Allison Reid – Friday, December 28, 2012
Chances are you are heading into 2013 with even more competition than you had at the beginning of 2012. There’s direct competition from companies that offer the same products and services you do, and there’s indirect competition which are any alternative options available to your customers. Conventional wisdom says don’t focus on the competition, but instead, focus on your brand, offerings, and customers and you will be successful. Consider the following as you plan for a year of growth in 2013:
- Focus on your core competency. What do you do very well, better than others? Plan for growth around this strength
- Focus on your branding. Who are you in the minds of consumers? What do you stand for? Are you consistently branded in every encounter with consumers? Do all of your employees strive to reinforce this brand message?
- Define your message about what you do, and make it really clear in the minds of others why they should do business with you. Find different ways to deliver this message repeatedly so you are top of mind when someone realizes they need what you offer
- Decide on which platform you will compete. Is it the best service, highest quality, lowest prices? Providing the best service should always be something you strive for, but what other platform can you use to be number one? Besides service, what’s most important to your customers?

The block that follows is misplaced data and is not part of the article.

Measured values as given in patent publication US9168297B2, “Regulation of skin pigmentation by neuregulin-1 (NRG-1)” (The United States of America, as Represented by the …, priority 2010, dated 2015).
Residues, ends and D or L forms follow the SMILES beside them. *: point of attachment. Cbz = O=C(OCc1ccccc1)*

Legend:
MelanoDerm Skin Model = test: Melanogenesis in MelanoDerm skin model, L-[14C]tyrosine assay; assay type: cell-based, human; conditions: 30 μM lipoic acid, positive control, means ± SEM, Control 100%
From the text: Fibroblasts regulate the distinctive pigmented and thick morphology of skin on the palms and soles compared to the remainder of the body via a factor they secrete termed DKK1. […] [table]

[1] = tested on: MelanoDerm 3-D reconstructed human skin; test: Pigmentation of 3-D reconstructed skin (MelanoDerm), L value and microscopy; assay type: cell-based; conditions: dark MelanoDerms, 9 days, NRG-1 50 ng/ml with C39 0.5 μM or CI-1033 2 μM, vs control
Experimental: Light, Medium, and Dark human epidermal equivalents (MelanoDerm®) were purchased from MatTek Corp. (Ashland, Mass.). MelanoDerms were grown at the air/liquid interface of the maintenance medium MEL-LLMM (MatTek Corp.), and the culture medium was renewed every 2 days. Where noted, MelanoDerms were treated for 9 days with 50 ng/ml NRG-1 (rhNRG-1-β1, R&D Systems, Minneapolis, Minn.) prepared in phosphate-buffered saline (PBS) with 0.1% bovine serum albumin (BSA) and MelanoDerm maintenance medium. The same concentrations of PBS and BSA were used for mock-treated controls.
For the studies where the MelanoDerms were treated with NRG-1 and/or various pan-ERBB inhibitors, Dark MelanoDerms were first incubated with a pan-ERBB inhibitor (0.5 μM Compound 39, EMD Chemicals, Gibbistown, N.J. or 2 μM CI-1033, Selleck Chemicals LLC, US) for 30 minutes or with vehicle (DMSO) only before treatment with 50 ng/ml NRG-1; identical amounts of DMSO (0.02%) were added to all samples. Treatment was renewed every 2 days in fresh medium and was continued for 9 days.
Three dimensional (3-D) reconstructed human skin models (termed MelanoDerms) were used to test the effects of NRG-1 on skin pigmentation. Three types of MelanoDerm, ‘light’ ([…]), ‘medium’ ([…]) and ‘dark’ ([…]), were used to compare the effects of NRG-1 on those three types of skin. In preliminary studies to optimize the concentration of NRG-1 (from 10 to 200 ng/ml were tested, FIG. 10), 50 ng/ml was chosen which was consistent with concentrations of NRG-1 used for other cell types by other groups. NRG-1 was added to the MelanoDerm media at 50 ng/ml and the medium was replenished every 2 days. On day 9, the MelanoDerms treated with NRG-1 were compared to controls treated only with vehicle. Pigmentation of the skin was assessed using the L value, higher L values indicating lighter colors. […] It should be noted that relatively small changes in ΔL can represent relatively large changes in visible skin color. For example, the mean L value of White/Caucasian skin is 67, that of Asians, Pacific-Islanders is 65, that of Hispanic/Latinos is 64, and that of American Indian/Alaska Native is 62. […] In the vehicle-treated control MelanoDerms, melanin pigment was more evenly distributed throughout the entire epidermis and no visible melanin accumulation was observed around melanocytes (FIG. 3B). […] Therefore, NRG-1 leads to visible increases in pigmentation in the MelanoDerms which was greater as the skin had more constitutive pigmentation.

- Research your market. Stay on top of market data that’s relevant to your business. What’s happening in the general market environment? In your industry? With your competition? This knowledge is invaluable so you aren’t caught off guard and unprepared for developments that impact your business
- Research your customers. Look for ways to get their input on what they want from you. What do they like? What don’t they like? What matters the most to them? Use surveys. Call them. Offer an incentive for a little of their time. You may be surprised at their willingness to give you their feedback
If you are doing all of the above, you are already ahead of most of your competition. But here’s one last thing. Find ways to nurture your relationship with your customers. If you don’t have a database of customer data, build one. And use it to communicate with them regularly. The stronger the relationship between you and your customers, the less likely it is that they will to go to your competition.
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